Last week I was able to hear a talk by Rick Hanson, author ofBuddha’s Brain. I enjoyed it so much and really wanted to share a couple of his thoughts with you. First – wow our brain is amazing! Below is an excerpt from his paper: Buddha’s Brain: The New Neuroscience and the Path of Awakening Inquiring Mind Fall, 2007. Thousands of years teachers and spiritual leaders of all paths have taught the benefits of meditation and contemplation…and yet it is still helpful for this meditator to hear the science. The understanding of how my practice actually impacts my brain helps me stick with it. Secondly, he emphasized each time we sit, each time we practice, we add to the benefits of the brain – it is cumulative. This is heartening. I think we often think if we have a break in practice we are starting all over – but we are not where we were – so we are adding to the work we have already done. He shared a quote from Buddha found in the Dhammapada text:

“Drop by drop is the water pot filled. Likewise, the wise man, gathering it little by little, fills himself with good.” – Buddha.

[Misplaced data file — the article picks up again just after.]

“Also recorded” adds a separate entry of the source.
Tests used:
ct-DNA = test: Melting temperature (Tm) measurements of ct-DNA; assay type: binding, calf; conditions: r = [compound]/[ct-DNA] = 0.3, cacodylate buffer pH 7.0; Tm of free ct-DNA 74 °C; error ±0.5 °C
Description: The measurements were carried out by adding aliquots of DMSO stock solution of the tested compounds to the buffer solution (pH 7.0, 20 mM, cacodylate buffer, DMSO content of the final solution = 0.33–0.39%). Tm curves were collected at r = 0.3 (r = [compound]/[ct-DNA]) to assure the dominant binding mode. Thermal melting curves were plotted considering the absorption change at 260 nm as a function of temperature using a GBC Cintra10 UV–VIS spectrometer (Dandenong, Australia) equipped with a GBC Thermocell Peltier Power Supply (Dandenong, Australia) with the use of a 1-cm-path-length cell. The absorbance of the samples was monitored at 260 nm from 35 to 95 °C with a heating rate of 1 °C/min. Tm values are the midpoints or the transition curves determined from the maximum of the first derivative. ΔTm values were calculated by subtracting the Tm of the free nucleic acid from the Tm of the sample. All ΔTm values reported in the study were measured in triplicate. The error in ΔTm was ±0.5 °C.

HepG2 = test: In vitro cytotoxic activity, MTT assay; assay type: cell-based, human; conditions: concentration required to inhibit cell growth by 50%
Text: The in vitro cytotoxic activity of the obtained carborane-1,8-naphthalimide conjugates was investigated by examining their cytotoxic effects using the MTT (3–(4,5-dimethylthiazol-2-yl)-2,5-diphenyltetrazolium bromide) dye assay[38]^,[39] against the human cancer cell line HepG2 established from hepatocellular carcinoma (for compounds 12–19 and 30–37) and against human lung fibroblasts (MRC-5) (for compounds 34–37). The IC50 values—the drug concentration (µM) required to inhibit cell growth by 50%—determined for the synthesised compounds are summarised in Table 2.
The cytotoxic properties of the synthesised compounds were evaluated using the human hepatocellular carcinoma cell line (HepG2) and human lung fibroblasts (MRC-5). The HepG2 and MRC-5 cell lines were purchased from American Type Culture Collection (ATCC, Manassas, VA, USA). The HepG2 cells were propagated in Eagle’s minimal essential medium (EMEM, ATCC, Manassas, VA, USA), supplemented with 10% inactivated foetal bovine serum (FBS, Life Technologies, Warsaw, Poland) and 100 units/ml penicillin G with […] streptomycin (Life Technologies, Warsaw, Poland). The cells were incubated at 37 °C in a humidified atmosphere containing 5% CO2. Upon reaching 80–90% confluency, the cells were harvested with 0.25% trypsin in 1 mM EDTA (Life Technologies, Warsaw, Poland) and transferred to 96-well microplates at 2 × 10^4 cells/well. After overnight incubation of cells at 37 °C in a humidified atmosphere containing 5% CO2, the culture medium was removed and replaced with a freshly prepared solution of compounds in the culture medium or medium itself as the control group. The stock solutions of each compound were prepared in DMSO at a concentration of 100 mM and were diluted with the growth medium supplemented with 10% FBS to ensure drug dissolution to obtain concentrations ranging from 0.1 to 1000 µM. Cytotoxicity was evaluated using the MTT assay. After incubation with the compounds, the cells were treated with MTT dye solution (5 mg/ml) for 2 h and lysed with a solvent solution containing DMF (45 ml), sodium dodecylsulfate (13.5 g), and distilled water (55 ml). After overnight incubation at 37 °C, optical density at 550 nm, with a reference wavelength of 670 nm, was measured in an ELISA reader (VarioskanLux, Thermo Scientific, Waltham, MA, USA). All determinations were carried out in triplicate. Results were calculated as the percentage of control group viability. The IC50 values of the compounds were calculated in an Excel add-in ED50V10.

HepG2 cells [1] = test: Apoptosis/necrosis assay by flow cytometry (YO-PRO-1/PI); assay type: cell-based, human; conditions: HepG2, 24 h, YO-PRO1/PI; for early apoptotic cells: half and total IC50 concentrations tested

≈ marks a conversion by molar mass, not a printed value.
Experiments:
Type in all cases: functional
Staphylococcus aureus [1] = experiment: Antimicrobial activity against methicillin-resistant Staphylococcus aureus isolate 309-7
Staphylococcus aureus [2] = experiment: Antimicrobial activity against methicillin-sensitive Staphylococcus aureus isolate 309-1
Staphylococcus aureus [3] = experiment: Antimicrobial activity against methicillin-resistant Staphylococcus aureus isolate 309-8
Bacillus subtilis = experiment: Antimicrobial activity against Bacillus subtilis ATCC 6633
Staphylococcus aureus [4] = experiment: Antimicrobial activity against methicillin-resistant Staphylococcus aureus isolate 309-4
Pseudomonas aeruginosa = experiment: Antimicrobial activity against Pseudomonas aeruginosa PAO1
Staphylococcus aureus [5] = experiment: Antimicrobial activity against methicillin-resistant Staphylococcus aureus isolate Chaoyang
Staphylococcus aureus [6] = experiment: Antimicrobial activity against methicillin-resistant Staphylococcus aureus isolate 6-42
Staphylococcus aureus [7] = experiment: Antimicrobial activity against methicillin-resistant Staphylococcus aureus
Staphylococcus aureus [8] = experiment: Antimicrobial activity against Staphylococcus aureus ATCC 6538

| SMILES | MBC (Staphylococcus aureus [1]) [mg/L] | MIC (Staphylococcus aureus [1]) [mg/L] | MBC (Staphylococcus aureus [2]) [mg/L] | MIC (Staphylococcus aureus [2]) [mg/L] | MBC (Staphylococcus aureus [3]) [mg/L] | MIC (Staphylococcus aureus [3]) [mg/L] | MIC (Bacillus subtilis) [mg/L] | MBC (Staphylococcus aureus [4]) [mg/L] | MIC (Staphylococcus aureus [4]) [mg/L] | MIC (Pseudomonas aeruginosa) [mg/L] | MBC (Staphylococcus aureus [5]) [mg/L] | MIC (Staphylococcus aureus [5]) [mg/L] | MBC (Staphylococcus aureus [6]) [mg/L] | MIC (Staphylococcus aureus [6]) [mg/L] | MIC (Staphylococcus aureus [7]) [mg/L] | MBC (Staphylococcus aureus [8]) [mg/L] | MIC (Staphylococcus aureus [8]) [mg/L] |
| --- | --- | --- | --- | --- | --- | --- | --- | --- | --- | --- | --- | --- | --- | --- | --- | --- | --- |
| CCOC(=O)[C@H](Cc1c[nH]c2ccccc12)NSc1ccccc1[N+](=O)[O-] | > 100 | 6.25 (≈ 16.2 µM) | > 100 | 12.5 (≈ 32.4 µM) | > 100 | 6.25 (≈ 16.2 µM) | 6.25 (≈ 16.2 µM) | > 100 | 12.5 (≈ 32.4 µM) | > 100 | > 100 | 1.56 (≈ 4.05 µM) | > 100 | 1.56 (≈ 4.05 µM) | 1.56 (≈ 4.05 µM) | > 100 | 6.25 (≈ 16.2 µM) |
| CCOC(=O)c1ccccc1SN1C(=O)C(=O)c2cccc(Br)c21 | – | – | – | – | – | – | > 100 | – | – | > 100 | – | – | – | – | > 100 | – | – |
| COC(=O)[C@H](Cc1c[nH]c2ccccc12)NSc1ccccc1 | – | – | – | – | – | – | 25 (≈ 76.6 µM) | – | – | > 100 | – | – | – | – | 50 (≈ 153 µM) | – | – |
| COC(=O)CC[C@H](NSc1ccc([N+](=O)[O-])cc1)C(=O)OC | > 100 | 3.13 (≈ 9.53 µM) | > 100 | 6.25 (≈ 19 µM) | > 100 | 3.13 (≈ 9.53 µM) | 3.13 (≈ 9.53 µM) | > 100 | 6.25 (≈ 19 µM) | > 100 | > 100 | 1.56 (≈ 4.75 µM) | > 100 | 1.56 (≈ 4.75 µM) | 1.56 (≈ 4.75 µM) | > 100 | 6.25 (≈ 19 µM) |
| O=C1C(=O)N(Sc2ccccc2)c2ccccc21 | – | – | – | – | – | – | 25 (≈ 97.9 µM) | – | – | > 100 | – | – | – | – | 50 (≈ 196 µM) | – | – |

Excerpt:

For example, the mental activity of meditation changes your brain in numerous ways, including:

  • It adds billions of synaptic connections – and thus, a measurable thickening of brain tissues – in the regions handling control of attention and sensory awareness (most obvious in the comparison between aging meditators and older nonmeditators: good news for those of us with gray hair).
  • It increases serotonin, the neurotransmitter that helps regulates mood and sleep
  • It changes your brainwaves depending on whether you are doing a concentration or a mindfulness meditation

As the psychologist, Donald Hebb, put it: “Neurons that fire together, wire together. Fleeting thoughts, feelings, etc. leave behind lasting marks on your brain – much like a spring shower leaves little tracks on a hillside – which form the tendencies and views that make us suffer, or lead us to happiness. This means that your experience really, really matters. Which is a profound and scientifically substantiated rationale for being kind to yourself and creating the causes of more wholesome experiences and fewer unwholesome ones.”

Rick Hanson, Ph.D., is a psychologist, Senior Fellow of the Greater Good Science Center at UC Berkeley, and New York Times best-selling author. His books include Hardwiring Happiness,Buddha’s Brain, Just One Thing, and Mother Nurture. Founder of theWellspring Institute for Neuroscience and Contemplative Wisdom.


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